Cocktails, Comedy, and Cabaret: An Interview with Tori Scott
OCT 5, 2018
In Tori Scott is #Thirsty (October 11 as part of Afterglow @ OBERON), Scott combines pop songs, standards, and show tunes with true stories about life in New York City as a single woman with a penchant for vodka. Here, Scott speaks with A.R.T. Dramaturgy Apprentice Elizabeth Amos about crafting her cabaret shows, her recent run at the Edinburgh Festival Fringe, and her desire for inclusivity in the world of stand-up comedy.
What can audiences expect from #Thirsty?
With #Thirsty, I want to introduce myself to Cambridge audiences. It’s a bit of back story on where I grew up, what it’s like being a single woman in New York, and the gay male influence I’ve had in my life from a very young age. It’s also about coping with everything that’s happening around us in this country—maybe by self-medicating with too much vodka? Living alone, dating, the gay male influence, politics, and vodka—that’s kind of my life story.
What comes first when you’re writing new shows? The stories, or the songs? How do you select the songs you sing in your shows?
Usually there’s a theme, or a story I want to tell. My stories are based on true experiences, and the shows are a nice, playful way to put it all out there. I’ll sketch out a plan for what I want to talk about and the songs go in from there. I have a running list of songs that I want to sing in the hopes that I can find a place for them that feels natural. I won’t put a song in a show just because I enjoy singing it. I want them to move the story along, be clever, and catch people off guard.
What song is at the top of your list to include in a future show?
I want to sing “Jolene!” It’s so funny—one of the songs I’m doing in #Thirsty is Janelle Monae’s “Tightrope.” It was a running joke with my music director that every new show I’d say, “Hey, do you think ‘Tightrope’ would work here?” Finally, there was a story I wanted to tell in #Thirsty and he goes, “You know what will work…” And it finally worked! But yes, “Jolene” is on the top of the list and I just haven’t been able to get it in yet.
You recently performed #Thirsty at the Edinburgh Festival Fringe. What was that experience like?
Performing in Edinburgh was wild. I did twenty-five shows over four weeks, and every night was a new experience. Some nights it was a lot of really drunk people who just wanted to see a funny show. And you think it is hard to understand Scottish people when they’re sober?
What kind of routines do you adhere to when you have a demanding run like that?
I don’t like to drink when I’m singing—it dehydrates you—but I do like to drink as a person. My voice teacher said once, “You know, I’ve always felt like white wine occasionally is less dehydrating.” Well, let me tell you, I ran with that. “White wine and I’ll be fine.” But other than white wine, I do a lot of vocal warm ups, steaming, and keeping myself hydrated.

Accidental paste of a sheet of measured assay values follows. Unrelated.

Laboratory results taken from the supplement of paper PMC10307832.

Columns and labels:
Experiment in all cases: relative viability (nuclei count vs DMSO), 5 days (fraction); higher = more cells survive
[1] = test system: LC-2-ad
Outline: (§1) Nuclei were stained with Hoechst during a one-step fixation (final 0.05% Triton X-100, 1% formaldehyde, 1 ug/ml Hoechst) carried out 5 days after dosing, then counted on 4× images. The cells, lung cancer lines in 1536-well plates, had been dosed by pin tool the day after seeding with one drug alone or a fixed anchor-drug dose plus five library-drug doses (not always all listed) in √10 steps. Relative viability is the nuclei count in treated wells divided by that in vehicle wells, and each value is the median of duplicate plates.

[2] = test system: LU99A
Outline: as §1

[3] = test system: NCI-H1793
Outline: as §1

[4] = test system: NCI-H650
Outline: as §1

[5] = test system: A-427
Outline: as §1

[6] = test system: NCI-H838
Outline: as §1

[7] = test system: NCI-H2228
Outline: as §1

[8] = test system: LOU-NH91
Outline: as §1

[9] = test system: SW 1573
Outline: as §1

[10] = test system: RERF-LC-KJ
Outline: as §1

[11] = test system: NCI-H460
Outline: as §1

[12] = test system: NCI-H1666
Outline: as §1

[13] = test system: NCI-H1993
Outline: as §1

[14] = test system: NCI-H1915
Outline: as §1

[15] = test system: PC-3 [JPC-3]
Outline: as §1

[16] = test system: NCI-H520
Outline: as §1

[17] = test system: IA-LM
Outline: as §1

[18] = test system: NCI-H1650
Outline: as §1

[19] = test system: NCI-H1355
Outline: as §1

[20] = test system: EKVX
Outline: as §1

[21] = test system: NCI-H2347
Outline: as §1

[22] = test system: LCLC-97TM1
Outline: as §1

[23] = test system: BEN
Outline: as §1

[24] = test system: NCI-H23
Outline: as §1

What about your time in Edinburgh did you find most surprising?
One of the biggest surprises for me was the demographic of the audience. In Edinburgh, I would ask if any audience members were members of the LGBTQ+ community, and sometimes there was no one. Sometimes two people would applaud. I was shocked! I think it was because a lot of stand-up comics perform at the festival, and they bring a certain kind of audience. I did have a friend who was performing on a cruise ship docked in Edinburgh. He brought a bunch of people to my show one night, so there was a whole row of gay men and it was like, “Oh, thank god.” I had such a huge gay male influence in my upbringing, I sometimes feel like it’s just a part of me and it was the gay community that first started hiring me. I started doing cabaret upstairs at a gay bar in Hell’s Kitchen—it’s no longer there, but it was called Vlada. The audiences from that venue followed me to Joe’s Pub and brought me over to Fire Island and P-Town, and now I occasionally perform on gay cruises. It’s important for me to let that community know how much they’ve supported me.
Do you always perform cabaret, or do you sometimes shift into the stand-up genre?
People have so many opinions about what stand-up is supposed to be, which is exhausting, so I like to do my own thing. Have you seen Hannah Gadsby’s Nanette on Netflix? It’s so good, but some people—predominantly male comedians—criticized it saying, “That’s not real comedy, she’s not telling jokes.” It’s really just her style of observation and story-telling—not ‘set-up, joke, set-up, joke.’ When I was in Edinburgh, one of the responses I got was, “Let’s emphasize that this is comedy.” And then I got this review that was like, “I just felt like she should have been under cabaret instead of comedy.” People want to fit you in a box, but everyone finds different things funny, so how can you say something is one thing and not the other? There are a lot of different kinds of comics.
Interview by A.R.T. Dramaturgy Apprentice Elizabeth Amos
Image: Darren Bell.